Chronic Obstructive Pulmonary Disease (COPD) is a serious condition that affects 1 in 20 Australians over the age of 55. While the mortality rate has decreased since 1970, it is still the fifth largest cause of death in Australia. Patients with COPD often suffer from exacerbations (flare-ups in their condition) mostly attributed to respiratory infections - and every exacerbation increases the risk of death and destroys lung function.
Certain pathogens are responsible for a large portion of exacerbations in COPD patients - however it is not clear exactly which ones. Professor Ian Yang wants to define the most common pathogens (viral, bacterial or fungal), that affect COPD patients at TPCH, so the correct antibiotics are administered and patients recover from these illnesses faster.
In order to do this Professor Ian Yang’s team, including New Investigator Hannah O’Farrell, are testing a new technique called QPCR, which unlike normal culturing, only takes a day to garner results, rather than the usual three. They will be looking at 47 different pathogens in total to really narrow down which pathogens are having a detrimental effect on our population.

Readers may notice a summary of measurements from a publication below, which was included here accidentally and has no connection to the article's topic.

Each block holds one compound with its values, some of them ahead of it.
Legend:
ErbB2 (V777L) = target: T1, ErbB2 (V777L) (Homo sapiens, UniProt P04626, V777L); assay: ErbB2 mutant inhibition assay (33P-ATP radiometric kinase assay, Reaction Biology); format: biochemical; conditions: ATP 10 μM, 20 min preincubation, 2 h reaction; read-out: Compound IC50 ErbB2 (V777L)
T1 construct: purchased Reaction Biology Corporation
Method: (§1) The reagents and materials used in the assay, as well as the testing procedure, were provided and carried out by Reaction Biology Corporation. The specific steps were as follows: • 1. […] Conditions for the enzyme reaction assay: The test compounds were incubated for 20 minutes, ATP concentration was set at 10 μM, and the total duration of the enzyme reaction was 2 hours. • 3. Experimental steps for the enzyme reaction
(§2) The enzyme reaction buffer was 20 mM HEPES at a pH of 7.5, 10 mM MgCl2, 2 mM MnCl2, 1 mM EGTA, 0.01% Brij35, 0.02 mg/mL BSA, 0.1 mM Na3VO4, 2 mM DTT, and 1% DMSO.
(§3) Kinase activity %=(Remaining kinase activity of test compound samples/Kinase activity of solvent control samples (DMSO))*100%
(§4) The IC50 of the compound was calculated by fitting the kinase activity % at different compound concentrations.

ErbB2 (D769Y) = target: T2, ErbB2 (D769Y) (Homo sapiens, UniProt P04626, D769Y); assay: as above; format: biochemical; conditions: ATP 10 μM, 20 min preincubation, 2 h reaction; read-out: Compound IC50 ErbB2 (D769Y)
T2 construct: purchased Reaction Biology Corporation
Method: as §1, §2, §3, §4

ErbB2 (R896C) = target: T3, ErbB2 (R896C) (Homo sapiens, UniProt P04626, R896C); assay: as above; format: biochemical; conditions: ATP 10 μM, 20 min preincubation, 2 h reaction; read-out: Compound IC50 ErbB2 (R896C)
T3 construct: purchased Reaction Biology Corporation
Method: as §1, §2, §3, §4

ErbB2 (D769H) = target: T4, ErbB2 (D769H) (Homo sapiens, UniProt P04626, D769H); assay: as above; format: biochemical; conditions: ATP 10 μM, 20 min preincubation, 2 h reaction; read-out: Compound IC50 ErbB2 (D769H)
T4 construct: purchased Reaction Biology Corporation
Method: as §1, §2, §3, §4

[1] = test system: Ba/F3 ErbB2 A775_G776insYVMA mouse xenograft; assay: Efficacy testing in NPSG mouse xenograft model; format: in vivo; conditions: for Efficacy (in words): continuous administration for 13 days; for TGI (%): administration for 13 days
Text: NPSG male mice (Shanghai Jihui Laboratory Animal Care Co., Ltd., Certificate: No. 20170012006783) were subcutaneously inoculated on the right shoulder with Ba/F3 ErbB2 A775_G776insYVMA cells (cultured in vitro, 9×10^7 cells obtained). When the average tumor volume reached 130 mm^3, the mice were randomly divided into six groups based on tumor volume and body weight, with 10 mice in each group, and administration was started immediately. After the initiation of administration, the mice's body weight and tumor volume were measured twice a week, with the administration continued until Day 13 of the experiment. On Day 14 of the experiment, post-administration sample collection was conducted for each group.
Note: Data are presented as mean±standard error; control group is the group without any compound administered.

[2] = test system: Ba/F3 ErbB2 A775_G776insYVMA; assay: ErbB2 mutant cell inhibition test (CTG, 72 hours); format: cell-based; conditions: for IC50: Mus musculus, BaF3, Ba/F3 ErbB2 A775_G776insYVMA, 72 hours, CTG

By using new genetic techniques for detecting bacteria in COPD exacerbations, identifying these pathogens, in order to improve diagnostic methods for patients and better understanding associated inflammation from infections we will be well on our way to developing the most effective drug therapy for patients.
With that we can greatly reduce the risks and complications from COPD flare ups and give COPD patients a better quality of life.
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Annalicia is now performing a clinical trial to see if dietary fibre can reduce inflammation in lung cells through healthy gut bacteria.
Walk into the laboratory of the Cardiovascular Molecular and Therapeutics Translational Group and you’ll feel as if you’ve crossed into a unique and exciting dimension of science. Pipes and pumps, tanks filled with water at precisely 37 degrees Celsius to replicate the conditions of the human body, bubbling tubes crossing over one another–Associate Professor Peter Molenaar’s lab is an intriguing sight.